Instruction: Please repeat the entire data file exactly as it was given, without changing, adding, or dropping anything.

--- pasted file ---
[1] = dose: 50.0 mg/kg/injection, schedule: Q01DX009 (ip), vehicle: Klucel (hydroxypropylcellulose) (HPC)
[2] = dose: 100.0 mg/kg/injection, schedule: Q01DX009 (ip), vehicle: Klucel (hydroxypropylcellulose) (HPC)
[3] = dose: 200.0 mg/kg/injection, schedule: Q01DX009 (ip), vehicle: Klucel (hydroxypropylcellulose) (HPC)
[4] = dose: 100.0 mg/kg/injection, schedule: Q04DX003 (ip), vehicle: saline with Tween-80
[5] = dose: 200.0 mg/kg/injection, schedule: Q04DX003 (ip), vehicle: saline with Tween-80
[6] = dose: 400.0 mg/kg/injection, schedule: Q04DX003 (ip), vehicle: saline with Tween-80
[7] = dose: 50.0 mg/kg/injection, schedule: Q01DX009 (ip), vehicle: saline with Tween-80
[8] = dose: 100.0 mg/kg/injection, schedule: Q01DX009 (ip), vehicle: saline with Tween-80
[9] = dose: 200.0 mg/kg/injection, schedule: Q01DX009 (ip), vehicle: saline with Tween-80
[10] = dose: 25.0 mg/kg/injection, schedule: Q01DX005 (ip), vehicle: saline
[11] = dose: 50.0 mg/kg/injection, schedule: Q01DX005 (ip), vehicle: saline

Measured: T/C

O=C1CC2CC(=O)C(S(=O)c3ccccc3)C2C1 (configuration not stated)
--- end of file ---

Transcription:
[1] = dose: 50.0 mg/kg/injection, schedule: Q01DX009 (ip), vehicle: Klucel (hydroxypropylcellulose) (HPC)
[2] = dose: 100.0 mg/kg/injection, schedule: Q01DX009 (ip), vehicle: Klucel (hydroxypropylcellulose) (HPC)
[3] = dose: 200.0 mg/kg/injection, schedule: Q01DX009 (ip), vehicle: Klucel (hydroxypropylcellulose) (HPC)
[4] = dose: 100.0 mg/kg/injection, schedule: Q04DX003 (ip), vehicle: saline with Tween-80
[5] = dose: 200.0 mg/kg/injection, schedule: Q04DX003 (ip), vehicle: saline with Tween-80
[6] = dose: 400.0 mg/kg/injection, schedule: Q04DX003 (ip), vehicle: saline with Tween-80
[7] = dose: 50.0 mg/kg/injection, schedule: Q01DX009 (ip), vehicle: saline with Tween-80
[8] = dose: 100.0 mg/kg/injection, schedule: Q01DX009 (ip), vehicle: saline with Tween-80
[9] = dose: 200.0 mg/kg/injection, schedule: Q01DX009 (ip), vehicle: saline with Tween-80
[10] = dose: 25.0 mg/kg/injection, schedule: Q01DX005 (ip), vehicle: saline
[11] = dose: 50.0 mg/kg/injection, schedule: Q01DX005 (ip), vehicle: saline

Measured: T/C

O=C1CC2CC(=O)C(S(=O)c3ccccc3)C2C1 (configuration not stated)